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Bipartisan group pitches $908bn Covid-19 relief to break deadlock in Congress

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A bipartisan group of US lawmakers on Tuesday unveiled a $908bn Covid-19 relief bill aimed at breaking a months-long deadlock between Democrats and Republicans over new emergency assistance for small businesses, unemployed people, airlines and other industries.

The measure has not been written into legislation. Nor has it been embraced by the Trump administration, President-elect Joe Biden or leaders in the Senate or House of Representatives, all of whom would be needed for passage.

But it comes with the backing of a group of conservatives and moderates who claim it will appeal to a broad swath of Congress.

Lawmakers are hoping to wrap up their work for the year by mid-December but they still have a massive government-funding bill to approve or else risk agency shutdowns starting on 12 December. If the bipartisan coronavirus aid bill gains traction, it could either be attached to the spending bill or advance on a separate track.

“It would be stupidity on steroids if Congress left for Christmas without doing an interim package,” said Senator Mark Warner, a Virginia Democrat.

Earlier this year, more than $3tn in coronavirus aid was enacted, which included economic stimulus measures and money for medical supplies.

The plan was unveiled at a Capitol Hill news conference, amid a surge in coronavirus cases, with significant increases in deaths and hospital resources at a breaking point.

The Republican senator Lisa Murkowski, of Alaska, urged quick action on the bipartisan plan as she ticked off business closures mushrooming in her state “during a pretty dark and cold time of year”, with many suffering job losses and “food insecurity”.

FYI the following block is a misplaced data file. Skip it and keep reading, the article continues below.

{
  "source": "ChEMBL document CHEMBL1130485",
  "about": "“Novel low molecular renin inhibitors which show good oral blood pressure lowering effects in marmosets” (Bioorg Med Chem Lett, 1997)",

The proposal would provide emergency aid through 31 March, including $228bn in paycheck protection program funds for hotels, restaurants and other small businesses. State and local governments would receive direct aid, the lawmakers said.

The Ohio governor, Mike DeWine, a Republican, appealed for help from Congress, noting in an interview on CBS that his state has more than 5,000 coronavirus patients in hospitals and not enough money to distribute the much-awaited Covid vaccines that are expected to be available beginning this winter.

US airlines would receive $17bn for four months of payroll support as part of $45bn for the transportation sector that also includes airports, buses and Amtrak passenger rail, according to two people familiar with the plan.

Senator Mitt Romney of Utah, a Republican, said the bill contained $560bn in “repurposed” funding from the Cares Act enacted in March, with the remaining $348bn in new money.

The measure includes provisions Republicans have been pressing for, including liability protections for businesses and schools. But it is far more expensive than the $500bn that the Senate majority leader, Mitch McConnell, has been advocating.

The House speaker, Nancy Pelosi, and her fellow Democrats would win a central demand with the aid to state and local governments, which face layoffs of frontline workers.

A compromise $300 a week for four months in additional unemployment benefits is in the package, according to the lawmakers. Democrats had been seeking $600.

Separately, a group of Democratic senators introduced legislation on Tuesday that would extend until October 2021 the $600 a week in jobless benefits for workers who lost their jobs due to Covid-19.

While it is significantly below the $2.2tn Pelosi sought in her last offer to the White House before the 3 November elections, the $908bn is for a relatively short period, potentially opening the door to additional requests for money once the Biden administration is in place.

Pelosi and the treasury secretary, Steven Mnuchin, were expected to discuss coronavirus aid and the must-pass government funding bill later on Tuesday.

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